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Maybe a little unrelated, but this short video about Tim George, rawhide braiding craftsman from Oregon is very inspiring.
Not only, but the rawhide braiding tradition arrived in the USA from Argentina, through Mexico and watching this video I felt a very strong connection between western rawhide braiding and Huarache weaving.
I have posted about the traditional Mexican Burra Footwear already a couple of times on this blog and consider Burras another fascinating area of footwear research. These Burras I was lucky to photograph also at the Bata Museum in Toronto, their origins are from the 1950’s Uruapan area of Mexico. Although I have never seen a similar Burra design during my research in Mexico.
Originally posted on 74 FOOTWEAR DESIGN CONSULTING:
For those not familiar with Christopher McDougall’s book “Born to Run”, the Ultra Caballo Blanco is a unique 50 mile ultra marathon that offers runners from anywhere in the world the incredible opportunity to run with the local Raramuris, “the light-footed ones”.
15 years ago when I first heard about the Raramuri/Tarahumara, meeting them and experiencing their culture was nothing more than a dream, or at best something reserved only for anthropologists and the most adventurous traveller, both of which I was not.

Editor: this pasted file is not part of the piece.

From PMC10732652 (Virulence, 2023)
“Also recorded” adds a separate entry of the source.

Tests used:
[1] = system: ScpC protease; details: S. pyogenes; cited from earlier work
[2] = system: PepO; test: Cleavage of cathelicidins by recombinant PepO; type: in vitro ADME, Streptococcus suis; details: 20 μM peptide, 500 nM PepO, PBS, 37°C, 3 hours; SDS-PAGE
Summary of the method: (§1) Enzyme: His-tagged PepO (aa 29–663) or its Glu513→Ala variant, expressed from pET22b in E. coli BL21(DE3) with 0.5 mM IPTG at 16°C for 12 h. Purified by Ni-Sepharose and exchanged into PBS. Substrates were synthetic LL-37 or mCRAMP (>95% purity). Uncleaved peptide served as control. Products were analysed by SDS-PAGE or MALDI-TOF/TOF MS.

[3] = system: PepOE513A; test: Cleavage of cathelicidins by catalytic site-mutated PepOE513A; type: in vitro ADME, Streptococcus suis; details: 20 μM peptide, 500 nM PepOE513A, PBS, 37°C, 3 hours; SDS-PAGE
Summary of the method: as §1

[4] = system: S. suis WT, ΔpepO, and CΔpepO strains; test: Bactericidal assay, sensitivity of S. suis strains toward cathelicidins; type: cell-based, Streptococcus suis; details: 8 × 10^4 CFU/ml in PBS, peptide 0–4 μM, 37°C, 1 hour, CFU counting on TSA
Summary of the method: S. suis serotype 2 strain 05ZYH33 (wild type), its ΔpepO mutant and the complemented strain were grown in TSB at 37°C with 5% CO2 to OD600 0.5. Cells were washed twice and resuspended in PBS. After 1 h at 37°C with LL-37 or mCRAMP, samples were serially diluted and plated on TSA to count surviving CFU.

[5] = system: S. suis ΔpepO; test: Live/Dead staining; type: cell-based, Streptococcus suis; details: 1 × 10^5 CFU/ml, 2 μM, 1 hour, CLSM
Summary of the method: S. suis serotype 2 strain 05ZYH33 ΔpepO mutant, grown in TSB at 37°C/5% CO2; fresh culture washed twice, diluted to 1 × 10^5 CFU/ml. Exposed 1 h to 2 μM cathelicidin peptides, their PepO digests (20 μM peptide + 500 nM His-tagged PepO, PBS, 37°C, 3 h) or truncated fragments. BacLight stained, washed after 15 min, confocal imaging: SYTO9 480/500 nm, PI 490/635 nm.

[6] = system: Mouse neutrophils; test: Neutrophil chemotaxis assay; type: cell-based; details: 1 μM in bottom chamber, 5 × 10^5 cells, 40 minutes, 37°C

But today from the Chepe train station town of Bahuichivo in Chihuahua, getting to Urique is only a slightly adventurous 55km, but very beautiful 4 hour switchback bus ride to the bottom of the Urique Canyon,
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During a recent visit to the Bata Shoe Museum in Toronto I was very privileged visit their archives and photograph these very old Men’s Zapatilla Huaraches from Uruapan, circa 1910.
Men’s Zapatilla Huaraches Courtesy of the Bata Shoe Museum, Toronto.
They immediately reminded me of 15th Century Poulaine European footwear and also of the recent Mexican fashion of Botas Picudas – Pointed Boots.
I wish to thank everyone at the Bata Shoe Museum for a very special visit.
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Every 12th of September the Mexican town of Sahuayo in Michoacan, Mexico hosts it annual Huarache competition.
The competition is organized by the local government to celebrate the Mexican tradition and craft of Huarache footwear.
A Huarachero checking out the competition.
Ing. Oscar Casillas the Director of Sustainable Development for the town of Sahuayo and organizer of the 6th Huarache Competition. He did ask me if I was going to enter, but I had forgotten to bring any of my designs..Maybe next year..
This year Antonio Granadas who is probably one of the best, if not the best Huarachero in the world, created a “Zapato Huarache” design with his signature diamond pattern design. His design won first prize.
Its worth mentioning that the upper design of woven Huaraches is not prepared flat and then pulled around a last and glued like regular woven footwear.
Woven Huaraches are made by weaving a single strip of leather sequentially into the holes in the sole. The pattern slowly emerges as the weave goes back and forth through the various holes in the sole. If at any point the leather strip is not woven correctly, the whole design ends distorted and must be unwoven up to the point where the mistake was made and can be corrected.
My personal winner Huarache design was this “Petatillo” done with a more open weave, by Efrain Chavez.